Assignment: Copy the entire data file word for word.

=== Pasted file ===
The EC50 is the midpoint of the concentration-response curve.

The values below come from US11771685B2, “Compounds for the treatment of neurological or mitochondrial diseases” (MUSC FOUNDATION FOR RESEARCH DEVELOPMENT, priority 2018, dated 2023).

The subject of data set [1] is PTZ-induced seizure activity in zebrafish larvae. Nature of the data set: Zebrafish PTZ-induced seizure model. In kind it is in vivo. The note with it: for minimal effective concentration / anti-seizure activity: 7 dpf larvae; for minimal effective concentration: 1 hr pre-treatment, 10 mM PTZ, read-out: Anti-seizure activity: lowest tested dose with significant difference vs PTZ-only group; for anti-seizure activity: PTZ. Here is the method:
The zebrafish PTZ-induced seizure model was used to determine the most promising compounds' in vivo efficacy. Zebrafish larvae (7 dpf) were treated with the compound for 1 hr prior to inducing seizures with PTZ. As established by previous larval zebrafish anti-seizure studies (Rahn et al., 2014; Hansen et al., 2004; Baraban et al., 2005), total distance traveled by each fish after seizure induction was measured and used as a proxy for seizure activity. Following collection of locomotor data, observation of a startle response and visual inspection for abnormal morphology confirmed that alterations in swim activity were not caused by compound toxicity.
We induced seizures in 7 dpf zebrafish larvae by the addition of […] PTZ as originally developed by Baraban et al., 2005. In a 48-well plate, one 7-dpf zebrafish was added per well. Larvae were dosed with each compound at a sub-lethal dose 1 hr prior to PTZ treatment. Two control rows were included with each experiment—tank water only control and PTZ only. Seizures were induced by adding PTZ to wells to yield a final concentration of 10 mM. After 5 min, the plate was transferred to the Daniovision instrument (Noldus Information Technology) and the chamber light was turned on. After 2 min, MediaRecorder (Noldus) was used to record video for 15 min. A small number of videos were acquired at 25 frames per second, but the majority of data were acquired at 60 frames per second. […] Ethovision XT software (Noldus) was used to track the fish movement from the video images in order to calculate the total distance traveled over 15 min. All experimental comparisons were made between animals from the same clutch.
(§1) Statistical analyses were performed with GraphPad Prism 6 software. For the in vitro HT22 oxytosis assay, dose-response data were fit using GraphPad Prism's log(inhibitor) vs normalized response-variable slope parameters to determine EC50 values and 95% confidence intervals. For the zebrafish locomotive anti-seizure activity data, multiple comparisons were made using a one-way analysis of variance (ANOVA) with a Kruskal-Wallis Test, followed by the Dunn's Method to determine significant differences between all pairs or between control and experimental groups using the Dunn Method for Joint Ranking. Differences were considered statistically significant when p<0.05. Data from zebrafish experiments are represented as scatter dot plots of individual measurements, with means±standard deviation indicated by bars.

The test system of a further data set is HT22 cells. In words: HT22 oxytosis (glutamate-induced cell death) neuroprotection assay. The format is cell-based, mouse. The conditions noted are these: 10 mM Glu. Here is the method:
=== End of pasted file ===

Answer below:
The EC50 is the midpoint of the concentration-response curve.

The values below come from US11771685B2, “Compounds for the treatment of neurological or mitochondrial diseases” (MUSC FOUNDATION FOR RESEARCH DEVELOPMENT, priority 2018, dated 2023).

The subject of data set [1] is PTZ-induced seizure activity in zebrafish larvae. Nature of the data set: Zebrafish PTZ-induced seizure model. In kind it is in vivo. The note with it: for minimal effective concentration / anti-seizure activity: 7 dpf larvae; for minimal effective concentration: 1 hr pre-treatment, 10 mM PTZ, read-out: Anti-seizure activity: lowest tested dose with significant difference vs PTZ-only group; for anti-seizure activity: PTZ. Here is the method:
The zebrafish PTZ-induced seizure model was used to determine the most promising compounds' in vivo efficacy. Zebrafish larvae (7 dpf) were treated with the compound for 1 hr prior to inducing seizures with PTZ. As established by previous larval zebrafish anti-seizure studies (Rahn et al., 2014; Hansen et al., 2004; Baraban et al., 2005), total distance traveled by each fish after seizure induction was measured and used as a proxy for seizure activity. Following collection of locomotor data, observation of a startle response and visual inspection for abnormal morphology confirmed that alterations in swim activity were not caused by compound toxicity.
We induced seizures in 7 dpf zebrafish larvae by the addition of […] PTZ as originally developed by Baraban et al., 2005. In a 48-well plate, one 7-dpf zebrafish was added per well. Larvae were dosed with each compound at a sub-lethal dose 1 hr prior to PTZ treatment. Two control rows were included with each experiment—tank water only control and PTZ only. Seizures were induced by adding PTZ to wells to yield a final concentration of 10 mM. After 5 min, the plate was transferred to the Daniovision instrument (Noldus Information Technology) and the chamber light was turned on. After 2 min, MediaRecorder (Noldus) was used to record video for 15 min. A small number of videos were acquired at 25 frames per second, but the majority of data were acquired at 60 frames per second. […] Ethovision XT software (Noldus) was used to track the fish movement from the video images in order to calculate the total distance traveled over 15 min. All experimental comparisons were made between animals from the same clutch.
(§1) Statistical analyses were performed with GraphPad Prism 6 software. For the in vitro HT22 oxytosis assay, dose-response data were fit using GraphPad Prism's log(inhibitor) vs normalized response-variable slope parameters to determine EC50 values and 95% confidence intervals. For the zebrafish locomotive anti-seizure activity data, multiple comparisons were made using a one-way analysis of variance (ANOVA) with a Kruskal-Wallis Test, followed by the Dunn's Method to determine significant differences between all pairs or between control and experimental groups using the Dunn Method for Joint Ranking. Differences were considered statistically significant when p<0.05. Data from zebrafish experiments are represented as scatter dot plots of individual measurements, with means±standard deviation indicated by bars.

The test system of a further data set is HT22 cells. In words: HT22 oxytosis (glutamate-induced cell death) neuroprotection assay. The format is cell-based, mouse. The conditions noted are these: 10 mM Glu. Here is the method: